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The First RNA Biology and Therapeutics Trainee Retreat at JHU in Florida

Elias Sayour presents his current research on RNA therapeutics. Photo source: Johns Hopkins All Children's Hospital

Photo: George Jallo makes an opening presentation on the history of Johns Hopkins All Children’s Hospital. Photo source: All Children's Hospital

Cooperation among institutions is an important feature of science that allows research to grow. Collaboration increases the reach, development speed and impact of scientific discoveries. A collaborative process has become the norm for fields such as RNA biology, metabolism and oncology as they become more complex and competitive around the globe.

In the growing city of St. Petersburg, Florida, the RNA scientific community from the Johns Hopkins All Children’s Hospital (JHACH) and the Moffitt Cancer Center met on Friday, April 26, to share knowledge and work regarding RNA research and how findings can be applied to health care. The first RNA Biology and Therapeutics Trainee Retreat was organized by researchers from both institutions and took place at the Research and Education Building in JHACH. The meeting focused on sharing the tremendous work both institutions are performing to understand the nature of RNA, how it regulates metabolic processes and the ways this small molecule can be used for therapeutic purposes.

The retreat was a testament to the collaborative spirit that drives scientific progress. Graduate students, postdocs and professors from both institutions came together to share their diverse projects and hold insightful discussions about the future of RNA research at the centers.

The event started with an introduction from the JHACH vice dean and physician-in-chief, George Jallo, who talked about JHACH’s development as a research institution. He also discussed its growth from being a center focused on health care to the health care/research facility it is today. Attendants were engaged from the beginning — the introduction addressed the importance of applying basic science to patients’ lives.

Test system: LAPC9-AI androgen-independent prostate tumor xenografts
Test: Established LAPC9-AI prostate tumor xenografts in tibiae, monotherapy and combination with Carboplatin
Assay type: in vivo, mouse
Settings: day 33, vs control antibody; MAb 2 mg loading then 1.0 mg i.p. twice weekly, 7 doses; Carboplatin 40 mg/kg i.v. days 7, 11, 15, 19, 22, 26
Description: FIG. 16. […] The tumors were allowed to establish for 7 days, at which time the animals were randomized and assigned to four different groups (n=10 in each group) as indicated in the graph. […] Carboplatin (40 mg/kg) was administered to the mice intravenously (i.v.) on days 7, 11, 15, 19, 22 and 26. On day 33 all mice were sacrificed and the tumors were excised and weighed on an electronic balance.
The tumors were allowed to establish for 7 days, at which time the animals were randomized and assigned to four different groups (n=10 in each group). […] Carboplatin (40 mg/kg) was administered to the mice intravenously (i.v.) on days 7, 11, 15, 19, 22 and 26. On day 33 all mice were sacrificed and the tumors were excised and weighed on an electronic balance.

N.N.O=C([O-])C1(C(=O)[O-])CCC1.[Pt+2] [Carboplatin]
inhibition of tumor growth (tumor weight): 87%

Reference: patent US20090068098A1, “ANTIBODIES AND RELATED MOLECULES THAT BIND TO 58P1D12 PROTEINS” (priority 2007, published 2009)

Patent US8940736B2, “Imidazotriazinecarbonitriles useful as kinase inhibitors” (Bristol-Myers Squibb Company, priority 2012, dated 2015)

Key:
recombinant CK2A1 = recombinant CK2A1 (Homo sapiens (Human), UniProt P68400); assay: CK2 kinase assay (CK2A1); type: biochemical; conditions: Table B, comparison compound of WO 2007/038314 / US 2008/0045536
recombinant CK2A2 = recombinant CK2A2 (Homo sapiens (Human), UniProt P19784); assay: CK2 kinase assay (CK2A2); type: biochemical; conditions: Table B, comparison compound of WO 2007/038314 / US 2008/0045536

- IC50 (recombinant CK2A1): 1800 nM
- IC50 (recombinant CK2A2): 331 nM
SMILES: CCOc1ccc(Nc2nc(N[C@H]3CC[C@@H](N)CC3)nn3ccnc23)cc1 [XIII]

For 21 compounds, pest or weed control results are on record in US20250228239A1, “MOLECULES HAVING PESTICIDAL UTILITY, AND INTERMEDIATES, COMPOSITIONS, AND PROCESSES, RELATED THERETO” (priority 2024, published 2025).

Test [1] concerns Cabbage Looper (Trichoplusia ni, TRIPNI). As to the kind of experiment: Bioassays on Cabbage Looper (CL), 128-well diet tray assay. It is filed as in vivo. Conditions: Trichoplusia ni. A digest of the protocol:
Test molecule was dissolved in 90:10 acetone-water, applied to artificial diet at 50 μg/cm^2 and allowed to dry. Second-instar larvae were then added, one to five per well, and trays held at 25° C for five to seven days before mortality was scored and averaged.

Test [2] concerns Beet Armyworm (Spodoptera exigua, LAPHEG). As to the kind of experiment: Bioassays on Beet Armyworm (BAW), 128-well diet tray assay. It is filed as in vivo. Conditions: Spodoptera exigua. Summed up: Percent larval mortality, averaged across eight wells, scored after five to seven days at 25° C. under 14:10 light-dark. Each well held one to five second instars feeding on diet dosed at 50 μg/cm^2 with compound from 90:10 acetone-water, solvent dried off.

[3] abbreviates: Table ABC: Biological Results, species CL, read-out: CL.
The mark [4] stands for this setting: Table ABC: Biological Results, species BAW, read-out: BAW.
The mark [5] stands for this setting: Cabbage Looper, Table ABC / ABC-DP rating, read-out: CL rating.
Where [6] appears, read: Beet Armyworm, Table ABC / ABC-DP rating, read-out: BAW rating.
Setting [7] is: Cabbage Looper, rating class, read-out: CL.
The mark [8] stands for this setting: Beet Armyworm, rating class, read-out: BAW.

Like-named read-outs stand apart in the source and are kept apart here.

After the first talk, trainees’ presentations started, with several postdocs and graduate students guiding the attendees through the RNA world. The presentations were divided into three sessions about RNA biology, metabolism and diseases, and RNA diagnostics and therapeutics. The sessions covered research being performed on models such as Drosophila and mice, and they spanned everything from circRNA to miRNA and lncRNA. Attendees also heard about transcription factors and RNA-binding proteins. Importantly, information about updated research on how to use RNA for therapy was included.

Elias Sayour presents his current research on RNA therapeutics. Photo source: Johns Hopkins All Children's Hospital

At midday, Elias Sayour (, who was invited from the University of Florida in Gainesville, gave the keynote presentation. An expert in RNA therapy and oncology, Sayour shared his ongoing work on RNA therapy using lipid vesicles as a transport mechanism, and how this new technology will improve cancer treatment by direct stimulation of the immune system. Faculty members and students had the opportunity to discuss their projects and get feedback from Sayour and other experts during the retreat presentations, which enriched their projects and enlightened their minds.

The event was designed with a clear aim: to foster interaction and collaboration among institutions. To facilitate this, the hosts and organizers provided breakfast and lunch, and a happy hour at the end of the event. This not only offered a platform for trainees to interact with new research groups — it also encouraged sharing of life experiences, career paths and scientific opinions among researchers of both centers.

The retreat was a success, and hosts and organizers from both institutes have agreed to make it an annual event in which all trainees can participate. Next year’s retreat will take place at the Moffitt Cancer Center. The event might be expanded to include the University of Florida and the University of South Florida. This would turn Tampa Bay and Central Florida into a core of RNA research collaboration where the Johns Hopkins University School of Medicine is an important player, thanks to the postdoc community in St. Petersburg.

Disclaimer: The author formed part of the organizing team for this event.

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